Drink a minimum of half your weight in ounces of water daily. Add a pinch of unprocessed sea salt or Himalayan salt to your water. Many people are chronically dehydrated, which may reveal as dry skin, brittle bones and hunger that is actually thirst and even depleted brain chemistry (neurotransmitters function in water). Hydrate properly. Eat mindfully, chew your food and enjoy your meals.
• Relax with water: water has been used since the dawn of humankind for reduction of stress. We are composed mostly of water; we were created in our mother’s womb in water. Water is our connection to life itself. Take long, warm showers or a relaxing bath. Schedule a regular time to soak in the tub. Aromatherapy is very powerful for relaxation. Pick soaps and bath salts with the most relaxing smell to you. Light candles around the tub. This is one of the most powerful ways to relax and come home to your mind, body and soul.
• Build strong friendships/relationships: stress can lead to feelings of depression and even isolation. Keep a network of social ties. Surround yourself with like-minded people who make you feel good. Decide who and what is most important to you. Center your life around those people and items. Resign from any and all organizations and commitments that are not fulfilling to you. It’s OK to say “no” to invitations and events you really don’t want to attend.
The Stress Institute’s founder, Dr. Kathleen Hall states: “Friendships are strong indicators of mental, physical and spiritual health. Friendship is not a luxury, but is essential to work-life balance and your health. Studies show that isolation decreases immune functioning and increases mortality risk.”
Consider supplements to take the edge off and balance neurotransmittors: Kava, St. John’s wort, 5-HTP, Biotics DeStress formula, Biotics VHP (a blend of Valerian, Hops and Passion Flower).
• Listen to your heart: turn off your brain and get quiet with yourself. Listen to the voice of your heart. Connect with and nourish your spirit.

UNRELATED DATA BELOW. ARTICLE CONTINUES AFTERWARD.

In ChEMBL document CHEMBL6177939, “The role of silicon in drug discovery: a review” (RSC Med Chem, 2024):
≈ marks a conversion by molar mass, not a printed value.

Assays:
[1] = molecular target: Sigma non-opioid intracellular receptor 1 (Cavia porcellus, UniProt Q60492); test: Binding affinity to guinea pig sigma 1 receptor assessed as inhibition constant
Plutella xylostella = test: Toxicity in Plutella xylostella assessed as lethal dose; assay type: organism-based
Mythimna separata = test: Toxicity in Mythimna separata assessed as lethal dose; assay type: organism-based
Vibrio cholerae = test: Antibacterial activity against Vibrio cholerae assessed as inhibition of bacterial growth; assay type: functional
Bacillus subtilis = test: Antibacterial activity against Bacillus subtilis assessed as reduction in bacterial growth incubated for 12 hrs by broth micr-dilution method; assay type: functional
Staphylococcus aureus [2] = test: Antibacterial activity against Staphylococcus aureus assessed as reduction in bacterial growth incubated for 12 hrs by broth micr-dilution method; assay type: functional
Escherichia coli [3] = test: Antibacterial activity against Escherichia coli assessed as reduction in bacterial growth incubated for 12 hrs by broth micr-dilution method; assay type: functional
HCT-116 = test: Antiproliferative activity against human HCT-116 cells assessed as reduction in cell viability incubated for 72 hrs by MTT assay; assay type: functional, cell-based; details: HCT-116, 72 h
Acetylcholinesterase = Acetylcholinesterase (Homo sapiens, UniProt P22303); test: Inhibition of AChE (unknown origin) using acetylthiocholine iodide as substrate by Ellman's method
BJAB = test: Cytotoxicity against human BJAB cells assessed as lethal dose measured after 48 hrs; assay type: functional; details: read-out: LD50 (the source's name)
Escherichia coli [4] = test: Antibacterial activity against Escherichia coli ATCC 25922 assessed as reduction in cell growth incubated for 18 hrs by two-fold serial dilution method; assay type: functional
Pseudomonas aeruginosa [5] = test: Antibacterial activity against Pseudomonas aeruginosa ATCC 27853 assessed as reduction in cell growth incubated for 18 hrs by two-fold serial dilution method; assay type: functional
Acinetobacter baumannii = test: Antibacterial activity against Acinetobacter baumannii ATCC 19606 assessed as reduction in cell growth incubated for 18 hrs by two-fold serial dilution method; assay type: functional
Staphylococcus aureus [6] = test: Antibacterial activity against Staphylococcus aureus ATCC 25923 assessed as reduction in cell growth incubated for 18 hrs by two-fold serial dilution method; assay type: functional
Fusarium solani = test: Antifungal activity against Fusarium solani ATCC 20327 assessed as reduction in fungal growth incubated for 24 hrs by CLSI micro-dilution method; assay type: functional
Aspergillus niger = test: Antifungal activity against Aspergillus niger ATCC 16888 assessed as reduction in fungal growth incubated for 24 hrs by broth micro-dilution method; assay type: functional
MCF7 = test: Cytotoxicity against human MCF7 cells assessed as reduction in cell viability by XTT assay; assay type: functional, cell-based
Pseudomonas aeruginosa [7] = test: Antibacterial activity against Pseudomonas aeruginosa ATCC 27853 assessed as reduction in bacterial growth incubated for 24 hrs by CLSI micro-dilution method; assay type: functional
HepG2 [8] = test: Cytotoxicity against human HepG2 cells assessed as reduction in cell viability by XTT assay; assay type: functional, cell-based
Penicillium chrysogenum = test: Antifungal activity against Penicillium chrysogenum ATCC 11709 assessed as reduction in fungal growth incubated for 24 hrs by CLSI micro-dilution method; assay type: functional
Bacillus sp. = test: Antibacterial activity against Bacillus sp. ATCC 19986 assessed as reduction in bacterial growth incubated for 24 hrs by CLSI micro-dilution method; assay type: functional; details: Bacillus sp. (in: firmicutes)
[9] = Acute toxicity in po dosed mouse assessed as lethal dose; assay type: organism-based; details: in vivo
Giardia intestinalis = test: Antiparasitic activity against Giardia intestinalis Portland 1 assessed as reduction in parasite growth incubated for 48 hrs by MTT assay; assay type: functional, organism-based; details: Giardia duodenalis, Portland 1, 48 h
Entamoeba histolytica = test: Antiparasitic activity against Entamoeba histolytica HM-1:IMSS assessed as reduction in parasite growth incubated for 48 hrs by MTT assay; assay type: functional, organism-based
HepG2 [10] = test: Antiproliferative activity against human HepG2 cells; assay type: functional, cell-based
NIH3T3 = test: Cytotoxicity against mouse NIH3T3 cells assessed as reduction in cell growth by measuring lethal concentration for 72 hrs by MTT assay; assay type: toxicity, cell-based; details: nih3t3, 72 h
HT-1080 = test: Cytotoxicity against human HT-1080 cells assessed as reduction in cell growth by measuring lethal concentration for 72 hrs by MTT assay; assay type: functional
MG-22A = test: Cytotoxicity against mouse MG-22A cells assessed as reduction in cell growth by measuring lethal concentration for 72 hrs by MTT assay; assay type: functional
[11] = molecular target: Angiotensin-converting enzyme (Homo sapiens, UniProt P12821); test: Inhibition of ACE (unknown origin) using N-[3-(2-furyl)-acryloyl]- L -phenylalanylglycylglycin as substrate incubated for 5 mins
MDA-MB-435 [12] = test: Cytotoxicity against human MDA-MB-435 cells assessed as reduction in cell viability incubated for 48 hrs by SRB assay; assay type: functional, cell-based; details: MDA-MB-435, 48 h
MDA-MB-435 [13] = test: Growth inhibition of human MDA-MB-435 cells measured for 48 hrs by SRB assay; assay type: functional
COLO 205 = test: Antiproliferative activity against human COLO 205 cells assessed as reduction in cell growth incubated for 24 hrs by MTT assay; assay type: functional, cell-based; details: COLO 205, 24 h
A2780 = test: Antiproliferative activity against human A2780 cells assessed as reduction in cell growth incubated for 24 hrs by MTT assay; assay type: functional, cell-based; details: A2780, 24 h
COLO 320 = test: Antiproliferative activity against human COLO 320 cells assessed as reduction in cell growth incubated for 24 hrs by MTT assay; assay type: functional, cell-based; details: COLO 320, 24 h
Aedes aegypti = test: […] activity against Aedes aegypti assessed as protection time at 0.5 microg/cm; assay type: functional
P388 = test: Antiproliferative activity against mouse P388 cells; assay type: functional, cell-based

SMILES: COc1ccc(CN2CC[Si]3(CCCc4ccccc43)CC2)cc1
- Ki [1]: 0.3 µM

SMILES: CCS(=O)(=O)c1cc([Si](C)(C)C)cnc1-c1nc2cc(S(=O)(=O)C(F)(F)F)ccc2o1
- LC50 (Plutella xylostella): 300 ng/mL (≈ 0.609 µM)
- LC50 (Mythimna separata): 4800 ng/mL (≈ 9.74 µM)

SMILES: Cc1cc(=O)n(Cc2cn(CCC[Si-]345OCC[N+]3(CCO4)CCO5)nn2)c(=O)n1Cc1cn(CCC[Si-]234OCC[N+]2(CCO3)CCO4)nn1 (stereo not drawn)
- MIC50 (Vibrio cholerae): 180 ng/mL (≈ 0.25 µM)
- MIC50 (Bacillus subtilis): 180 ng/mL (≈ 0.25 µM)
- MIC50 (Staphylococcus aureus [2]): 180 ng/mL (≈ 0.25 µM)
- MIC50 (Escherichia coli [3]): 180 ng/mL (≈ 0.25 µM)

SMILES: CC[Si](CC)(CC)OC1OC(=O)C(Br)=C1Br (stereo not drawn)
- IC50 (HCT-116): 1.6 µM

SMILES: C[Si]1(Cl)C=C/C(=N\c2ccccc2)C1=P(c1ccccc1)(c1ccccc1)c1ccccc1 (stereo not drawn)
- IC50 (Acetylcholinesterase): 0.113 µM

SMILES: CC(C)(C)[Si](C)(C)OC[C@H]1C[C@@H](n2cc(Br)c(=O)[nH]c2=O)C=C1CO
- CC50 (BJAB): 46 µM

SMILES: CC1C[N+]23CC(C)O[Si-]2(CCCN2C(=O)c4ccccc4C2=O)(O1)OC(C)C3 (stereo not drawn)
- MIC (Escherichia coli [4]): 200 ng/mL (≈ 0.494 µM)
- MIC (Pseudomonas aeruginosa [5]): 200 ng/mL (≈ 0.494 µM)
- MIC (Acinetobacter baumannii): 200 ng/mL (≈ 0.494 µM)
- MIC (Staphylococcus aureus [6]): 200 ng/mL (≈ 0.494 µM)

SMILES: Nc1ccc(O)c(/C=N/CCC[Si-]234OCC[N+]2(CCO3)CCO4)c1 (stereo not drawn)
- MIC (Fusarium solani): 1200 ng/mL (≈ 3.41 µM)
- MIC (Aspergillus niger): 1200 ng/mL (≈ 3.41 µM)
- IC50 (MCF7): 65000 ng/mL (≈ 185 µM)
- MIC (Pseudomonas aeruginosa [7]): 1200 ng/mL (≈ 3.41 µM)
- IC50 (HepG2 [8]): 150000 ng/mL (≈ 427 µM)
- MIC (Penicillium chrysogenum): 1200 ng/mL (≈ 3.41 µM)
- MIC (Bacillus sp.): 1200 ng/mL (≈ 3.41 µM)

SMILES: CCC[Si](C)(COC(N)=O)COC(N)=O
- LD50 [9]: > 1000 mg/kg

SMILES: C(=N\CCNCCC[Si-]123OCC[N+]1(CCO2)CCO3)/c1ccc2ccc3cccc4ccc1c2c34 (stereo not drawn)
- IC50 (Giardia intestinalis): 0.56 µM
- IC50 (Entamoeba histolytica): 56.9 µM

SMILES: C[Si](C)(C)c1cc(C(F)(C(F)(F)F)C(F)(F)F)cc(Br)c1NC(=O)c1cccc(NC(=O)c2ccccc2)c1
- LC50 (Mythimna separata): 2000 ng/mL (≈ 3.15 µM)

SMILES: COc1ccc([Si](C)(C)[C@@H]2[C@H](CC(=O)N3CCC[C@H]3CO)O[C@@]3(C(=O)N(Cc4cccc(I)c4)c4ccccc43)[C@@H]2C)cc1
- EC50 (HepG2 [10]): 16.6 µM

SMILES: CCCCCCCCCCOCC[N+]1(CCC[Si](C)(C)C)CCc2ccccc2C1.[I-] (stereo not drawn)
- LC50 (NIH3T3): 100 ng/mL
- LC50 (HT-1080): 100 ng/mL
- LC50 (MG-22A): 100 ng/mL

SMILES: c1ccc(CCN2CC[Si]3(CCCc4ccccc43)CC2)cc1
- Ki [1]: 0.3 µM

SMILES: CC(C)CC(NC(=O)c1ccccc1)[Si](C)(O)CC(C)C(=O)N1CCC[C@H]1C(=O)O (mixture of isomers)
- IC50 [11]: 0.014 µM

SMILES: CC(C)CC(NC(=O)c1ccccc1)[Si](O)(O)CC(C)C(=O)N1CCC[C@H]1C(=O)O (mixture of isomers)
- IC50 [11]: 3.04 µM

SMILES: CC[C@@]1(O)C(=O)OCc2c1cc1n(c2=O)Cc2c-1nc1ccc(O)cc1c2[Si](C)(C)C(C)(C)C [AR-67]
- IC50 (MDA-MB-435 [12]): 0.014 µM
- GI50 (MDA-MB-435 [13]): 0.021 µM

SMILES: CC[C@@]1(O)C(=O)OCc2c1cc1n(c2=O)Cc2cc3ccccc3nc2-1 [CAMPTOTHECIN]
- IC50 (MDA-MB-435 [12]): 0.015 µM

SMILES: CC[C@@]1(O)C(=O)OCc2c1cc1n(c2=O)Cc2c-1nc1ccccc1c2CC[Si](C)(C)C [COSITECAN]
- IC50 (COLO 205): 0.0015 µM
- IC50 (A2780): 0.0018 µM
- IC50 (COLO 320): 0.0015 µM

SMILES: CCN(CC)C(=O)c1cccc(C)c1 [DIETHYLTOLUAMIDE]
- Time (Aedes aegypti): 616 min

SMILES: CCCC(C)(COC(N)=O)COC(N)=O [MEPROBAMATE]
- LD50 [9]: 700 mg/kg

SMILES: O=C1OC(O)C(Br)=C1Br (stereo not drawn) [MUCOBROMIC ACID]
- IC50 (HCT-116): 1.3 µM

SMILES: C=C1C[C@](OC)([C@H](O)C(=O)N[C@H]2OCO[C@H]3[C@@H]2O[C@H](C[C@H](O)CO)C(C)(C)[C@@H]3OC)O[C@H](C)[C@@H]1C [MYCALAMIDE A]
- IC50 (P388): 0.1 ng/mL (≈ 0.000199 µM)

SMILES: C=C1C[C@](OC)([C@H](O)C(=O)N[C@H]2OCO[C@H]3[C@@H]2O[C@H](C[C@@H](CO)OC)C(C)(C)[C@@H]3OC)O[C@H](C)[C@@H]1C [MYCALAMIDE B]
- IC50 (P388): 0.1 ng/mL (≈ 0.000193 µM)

• Be charitable: charitable acts have been shown to decrease stress, improve quality of life and increase lifespan for the giver, while a person who receives, but does not practice charity, doesn’t experience the same benefit. Dr. Hans Selye, the Canadian endocrinologist who developed the current model of stress and how it affects living systems, promoted altruism for its direct effect on decreasing stress and improving health. He proposed that “egoistic altruism” is natural law of the biological advantage of cooperation and collaboration between cells, individuals, groups, communities and societies.
Dr. Kathleen Hall, a world-renowned expert in stress and founder of The Stress Institute, says that “altruism creates a physiological responses or ‘helpers high’ that makes people feel stronger and more energetic and counters harmful effects of stress.”
• Attitude of gratitude: every night I pull out my gratitude log and write five to 10 things, events or people I am grateful for. Feels good! Studies tell us daily gratitude exercises result in higher levels of alertness, enthusiasm, determination, optimism and energy.
• Laughter: it releases endorphins, your body’s natural pain killer. Laughter lowers blood pressure, reduces stress hormones and boosts your immune function.
Tis the Season ~ have a healthy and stress-free holiday.
Ahwatukee Foothills resident Paula Owens is a nutritionist, fitness and weight loss expert, and the author of THE POWER OF 4 – Your Ultimate Guide Guaranteed to Change Your Body and Transform Your Life. Visit www.PaulaOwens.com.